Smothered chicken takes top honors Cook-off: Judges in 1998 Delmarva Chicken Cooking Contest select recipe for its blend of fruit and spices.

June 17, 1998|By Tracy Sahler | Tracy Sahler,SPECIAL TO THE SUN

MILLSBORO, DEL. - Baltimore's Dorrie Mednick, a world traveler who prides herself on trying a new twist every time she cooks, came up with an exotic spice blend for home-grown chicken to win the 1998 Delmarva Chicken Cooking Contest here Saturday.

Mednick and her husband, Shimon Mednick, have traveled from Nepal to Paris and Mexico to Morocco, and they will now take a trip to the Caribbean: In addition to $1,000 cash, Mednick won a seven-day, all-expenses-paid Caribbean vacation for two. Judges picked her Smothered Chicken With Gingery Mango Sauce over the other 18 cook-off entries for its refreshing blend of fruit and spices.

"I call cooking my Valium," Mednick said moments after her victory. "When I'm a little distressed, I go in the kitchen and bang a few pots and pans, and that seems to take care of everything."

She had been a finalist in the beef, oyster and chicken cook-offs before, but never brought home the top prize. "I was one of those who got the potato peeler and the cutlery set." She kept entering, she said, because, "I'm always trying something new."

A retired social worker who now serves as a docent at the Walters Art Gallery, Mednick may reign forever as the Delmarva chicken cooking champion. Delmarva Poultry Industry Inc., the broiler trade association that has sponsored chicken cooking contests for nearly a half-century to promote chicken use, announced it will drop the event.

DPI will devote more resources to advocacy and education than to pushing chicken consumption, which is at an all-time high of 76 pounds per person annually, according to the trade association. Poultry companies have faced increasing regulatory pressure in the past year, with scientists and legislators scrutinizing agricultural practices as one possible cause of the Pfiesteria outbreaks leading to fish kills in Eastern Shore waters.

Many Marylanders and the lawmakers who represent them are "not as knowledgeable about our industry as we would like them to be," said Bill Satterfield, executive director of DPI.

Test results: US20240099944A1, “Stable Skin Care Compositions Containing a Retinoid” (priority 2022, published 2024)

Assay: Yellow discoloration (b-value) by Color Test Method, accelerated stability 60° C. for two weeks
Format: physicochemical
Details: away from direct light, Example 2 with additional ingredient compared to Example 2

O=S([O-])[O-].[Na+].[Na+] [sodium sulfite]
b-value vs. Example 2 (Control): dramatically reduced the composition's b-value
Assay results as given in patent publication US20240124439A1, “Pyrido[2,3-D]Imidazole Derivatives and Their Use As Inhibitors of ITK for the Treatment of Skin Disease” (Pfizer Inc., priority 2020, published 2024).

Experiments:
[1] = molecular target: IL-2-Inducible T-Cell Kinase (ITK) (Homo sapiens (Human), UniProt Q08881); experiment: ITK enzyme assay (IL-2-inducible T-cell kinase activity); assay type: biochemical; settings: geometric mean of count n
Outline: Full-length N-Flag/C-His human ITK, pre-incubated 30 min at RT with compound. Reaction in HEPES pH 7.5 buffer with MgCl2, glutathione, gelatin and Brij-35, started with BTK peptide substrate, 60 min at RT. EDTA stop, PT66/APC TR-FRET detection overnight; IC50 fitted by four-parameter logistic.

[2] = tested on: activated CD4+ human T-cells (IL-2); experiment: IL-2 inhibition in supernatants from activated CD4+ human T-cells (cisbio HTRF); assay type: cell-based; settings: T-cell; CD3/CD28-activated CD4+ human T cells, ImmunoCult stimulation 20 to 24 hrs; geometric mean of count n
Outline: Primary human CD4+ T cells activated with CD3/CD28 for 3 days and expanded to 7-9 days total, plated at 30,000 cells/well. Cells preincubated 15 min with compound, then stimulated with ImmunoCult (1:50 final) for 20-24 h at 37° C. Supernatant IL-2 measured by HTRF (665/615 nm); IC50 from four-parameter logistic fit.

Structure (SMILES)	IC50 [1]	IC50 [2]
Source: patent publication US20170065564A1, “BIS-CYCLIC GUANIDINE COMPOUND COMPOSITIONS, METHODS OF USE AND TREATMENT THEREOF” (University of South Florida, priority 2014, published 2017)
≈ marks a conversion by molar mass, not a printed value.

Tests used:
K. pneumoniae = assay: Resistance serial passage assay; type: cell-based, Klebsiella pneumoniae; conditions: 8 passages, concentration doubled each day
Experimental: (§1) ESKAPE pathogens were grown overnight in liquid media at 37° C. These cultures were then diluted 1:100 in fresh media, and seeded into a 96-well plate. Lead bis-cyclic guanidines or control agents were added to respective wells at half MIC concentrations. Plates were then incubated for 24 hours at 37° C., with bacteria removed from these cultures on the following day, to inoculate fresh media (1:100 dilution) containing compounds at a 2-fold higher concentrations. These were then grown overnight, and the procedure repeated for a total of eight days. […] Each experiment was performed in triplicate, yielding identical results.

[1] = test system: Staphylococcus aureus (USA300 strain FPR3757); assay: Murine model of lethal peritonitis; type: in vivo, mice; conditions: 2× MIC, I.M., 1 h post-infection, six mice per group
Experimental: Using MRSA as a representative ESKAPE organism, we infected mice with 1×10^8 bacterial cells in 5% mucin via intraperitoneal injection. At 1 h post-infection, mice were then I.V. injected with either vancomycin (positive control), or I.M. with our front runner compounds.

Pfiesteria wasn't the only culprit in the contest's demise, however. While the contest still required cooks to start from scratch using raw chicken, precooked, ready-to-serve chicken has gained popularity among many two-income families more concerned with a meal's ease than its originality.

"The industry is changing, the times are changing, and it was time for us to make a change," said Connie Parvis, who as DPI's director of consumer education had organized the contest for the last 26 years.

Second place went to Lisa Keys of Middlebury, Conn., for Japan-ease Chicken Salad, with Paula Pogorzelski of New Haven, Conn., third with Chicken De Paola. Marilyn Hahn of Angola, N.Y., made the best nonwinning quick-and-easy recipe, One Pan Chicken Salsa, and the recipe for New England Apple-Glazed Drumsticks earned Lorraine Carr of Rochester, Mass., a prize for best nonwinning dark meat recipe.

"Chicken Cookery," a booklet containing all the 1998 recipes, the winners from the 1996 affair and a look at poultry's past, is available by sending a $2 check or money order to DPI, c/o Cookbook, RD 6 Box 47, Georgetown, Del. 19947-9575.

Dorrie Mednick's Smothered Chicken

Makes 4 servings

4 broiler-fryer chicken breast halves, boned, skinned, cut into 1-inch pieces

1/2 cup flour

1/2 teaspoon cinnamon

1/4 teaspoon cumin

1/8 teaspoon cayenne pepper

2 tablespoons vegetable oil

2 cups cooked rice

Gingery Mango Sauce (recipe follows)

mango slices

In small dish, mix together flour, cinnamon, cumin and cayenne pepper. Add chicken, a few pieces at a time, turning to coat.

In large nonstick fry pan or one sprayed with vegetable cooking spray, place oil and heat to medium-high temperature. Add chicken and cook, stirring occasionally, about 10 minutes or until chicken is brown and fork-tender.

Divide rice into four portions and place on individual serving plates; top with equal amounts of chicken. Spoon a small amount of Gingery Mango Sauce over chicken. Garnish with mango slices. Pass remaining sauce.

GINGERY MANGO SAUCE: In blender container, place 1 1/2 cups fresh or canned mango slices, 1/2 cup dark brown sugar, 3 tablespoons cider vinegar, 1/2 teaspoon salt, 1/2 teaspoon allspice and 1/4 teaspoon ginger; process until smooth. In small saucepan, heat sauce to medium temperature. Cook, stirring, until sauce is thoroughly heated. Makes about 1 3/4 cups.

Pub Date: 6/17/98

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